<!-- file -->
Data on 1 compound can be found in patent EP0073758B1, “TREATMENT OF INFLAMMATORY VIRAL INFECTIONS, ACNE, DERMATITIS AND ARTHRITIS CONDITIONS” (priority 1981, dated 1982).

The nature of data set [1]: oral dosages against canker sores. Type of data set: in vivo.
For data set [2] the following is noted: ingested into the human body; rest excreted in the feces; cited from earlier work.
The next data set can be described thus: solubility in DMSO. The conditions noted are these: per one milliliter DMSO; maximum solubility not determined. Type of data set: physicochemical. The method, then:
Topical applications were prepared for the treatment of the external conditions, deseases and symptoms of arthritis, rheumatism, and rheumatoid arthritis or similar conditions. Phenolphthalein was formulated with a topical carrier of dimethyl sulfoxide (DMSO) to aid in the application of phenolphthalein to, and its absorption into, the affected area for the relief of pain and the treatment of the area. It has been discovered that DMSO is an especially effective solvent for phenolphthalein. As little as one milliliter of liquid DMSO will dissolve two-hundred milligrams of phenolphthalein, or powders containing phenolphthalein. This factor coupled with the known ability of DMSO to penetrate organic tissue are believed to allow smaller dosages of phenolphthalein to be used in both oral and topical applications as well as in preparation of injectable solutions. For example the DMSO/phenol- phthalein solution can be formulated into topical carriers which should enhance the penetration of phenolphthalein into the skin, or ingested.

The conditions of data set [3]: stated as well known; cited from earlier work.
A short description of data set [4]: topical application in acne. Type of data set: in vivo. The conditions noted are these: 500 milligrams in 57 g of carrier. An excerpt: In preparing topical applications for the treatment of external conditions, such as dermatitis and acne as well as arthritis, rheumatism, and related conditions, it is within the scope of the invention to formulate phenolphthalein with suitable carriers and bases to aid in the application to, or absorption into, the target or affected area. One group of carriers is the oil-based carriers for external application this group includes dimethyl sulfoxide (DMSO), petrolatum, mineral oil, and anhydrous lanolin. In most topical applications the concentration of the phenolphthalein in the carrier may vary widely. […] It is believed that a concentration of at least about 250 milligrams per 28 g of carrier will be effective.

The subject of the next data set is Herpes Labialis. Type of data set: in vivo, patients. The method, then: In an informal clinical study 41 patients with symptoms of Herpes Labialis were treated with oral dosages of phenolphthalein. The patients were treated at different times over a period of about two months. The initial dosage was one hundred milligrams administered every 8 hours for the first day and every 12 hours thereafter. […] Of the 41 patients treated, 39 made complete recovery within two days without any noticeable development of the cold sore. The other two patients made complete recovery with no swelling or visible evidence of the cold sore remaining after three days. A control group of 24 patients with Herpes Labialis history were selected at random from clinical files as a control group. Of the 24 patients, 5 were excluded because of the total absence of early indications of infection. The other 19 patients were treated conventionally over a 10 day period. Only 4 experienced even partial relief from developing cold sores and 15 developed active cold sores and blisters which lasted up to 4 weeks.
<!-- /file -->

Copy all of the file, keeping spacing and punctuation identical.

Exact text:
Data on 1 compound can be found in patent EP0073758B1, “TREATMENT OF INFLAMMATORY VIRAL INFECTIONS, ACNE, DERMATITIS AND ARTHRITIS CONDITIONS” (priority 1981, dated 1982).

The nature of data set [1]: oral dosages against canker sores. Type of data set: in vivo.
For data set [2] the following is noted: ingested into the human body; rest excreted in the feces; cited from earlier work.
The next data set can be described thus: solubility in DMSO. The conditions noted are these: per one milliliter DMSO; maximum solubility not determined. Type of data set: physicochemical. The method, then:
Topical applications were prepared for the treatment of the external conditions, deseases and symptoms of arthritis, rheumatism, and rheumatoid arthritis or similar conditions. Phenolphthalein was formulated with a topical carrier of dimethyl sulfoxide (DMSO) to aid in the application of phenolphthalein to, and its absorption into, the affected area for the relief of pain and the treatment of the area. It has been discovered that DMSO is an especially effective solvent for phenolphthalein. As little as one milliliter of liquid DMSO will dissolve two-hundred milligrams of phenolphthalein, or powders containing phenolphthalein. This factor coupled with the known ability of DMSO to penetrate organic tissue are believed to allow smaller dosages of phenolphthalein to be used in both oral and topical applications as well as in preparation of injectable solutions. For example the DMSO/phenol- phthalein solution can be formulated into topical carriers which should enhance the penetration of phenolphthalein into the skin, or ingested.

The conditions of data set [3]: stated as well known; cited from earlier work.
A short description of data set [4]: topical application in acne. Type of data set: in vivo. The conditions noted are these: 500 milligrams in 57 g of carrier. An excerpt: In preparing topical applications for the treatment of external conditions, such as dermatitis and acne as well as arthritis, rheumatism, and related conditions, it is within the scope of the invention to formulate phenolphthalein with suitable carriers and bases to aid in the application to, or absorption into, the target or affected area. One group of carriers is the oil-based carriers for external application this group includes dimethyl sulfoxide (DMSO), petrolatum, mineral oil, and anhydrous lanolin. In most topical applications the concentration of the phenolphthalein in the carrier may vary widely. […] It is believed that a concentration of at least about 250 milligrams per 28 g of carrier will be effective.

The subject of the next data set is Herpes Labialis. Type of data set: in vivo, patients. The method, then: In an informal clinical study 41 patients with symptoms of Herpes Labialis were treated with oral dosages of phenolphthalein. The patients were treated at different times over a period of about two months. The initial dosage was one hundred milligrams administered every 8 hours for the first day and every 12 hours thereafter. […] Of the 41 patients treated, 39 made complete recovery within two days without any noticeable development of the cold sore. The other two patients made complete recovery with no swelling or visible evidence of the cold sore remaining after three days. A control group of 24 patients with Herpes Labialis history were selected at random from clinical files as a control group. Of the 24 patients, 5 were excluded because of the total absence of early indications of infection. The other 19 patients were treated conventionally over a 10 day period. Only 4 experienced even partial relief from developing cold sores and 15 developed active cold sores and blisters which lasted up to 4 weeks.